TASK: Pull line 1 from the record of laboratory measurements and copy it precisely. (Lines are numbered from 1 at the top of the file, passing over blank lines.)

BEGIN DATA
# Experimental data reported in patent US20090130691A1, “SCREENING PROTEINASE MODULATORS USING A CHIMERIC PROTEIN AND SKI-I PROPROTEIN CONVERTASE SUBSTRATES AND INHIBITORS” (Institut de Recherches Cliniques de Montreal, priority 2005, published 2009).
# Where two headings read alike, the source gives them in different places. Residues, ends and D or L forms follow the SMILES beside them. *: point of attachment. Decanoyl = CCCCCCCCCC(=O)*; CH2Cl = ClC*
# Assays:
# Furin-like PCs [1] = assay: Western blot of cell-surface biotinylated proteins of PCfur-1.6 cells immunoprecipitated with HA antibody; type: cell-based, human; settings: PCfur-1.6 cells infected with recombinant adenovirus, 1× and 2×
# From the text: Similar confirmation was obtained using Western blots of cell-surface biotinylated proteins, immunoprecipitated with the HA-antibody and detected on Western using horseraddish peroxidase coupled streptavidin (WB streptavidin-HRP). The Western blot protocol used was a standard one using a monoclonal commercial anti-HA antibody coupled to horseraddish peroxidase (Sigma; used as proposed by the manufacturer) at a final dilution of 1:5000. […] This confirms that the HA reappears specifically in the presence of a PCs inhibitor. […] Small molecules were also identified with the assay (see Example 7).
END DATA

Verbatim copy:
# Experimental data reported in patent US20090130691A1, “SCREENING PROTEINASE MODULATORS USING A CHIMERIC PROTEIN AND SKI-I PROPROTEIN CONVERTASE SUBSTRATES AND INHIBITORS” (Institut de Recherches Cliniques de Montreal, priority 2005, published 2009).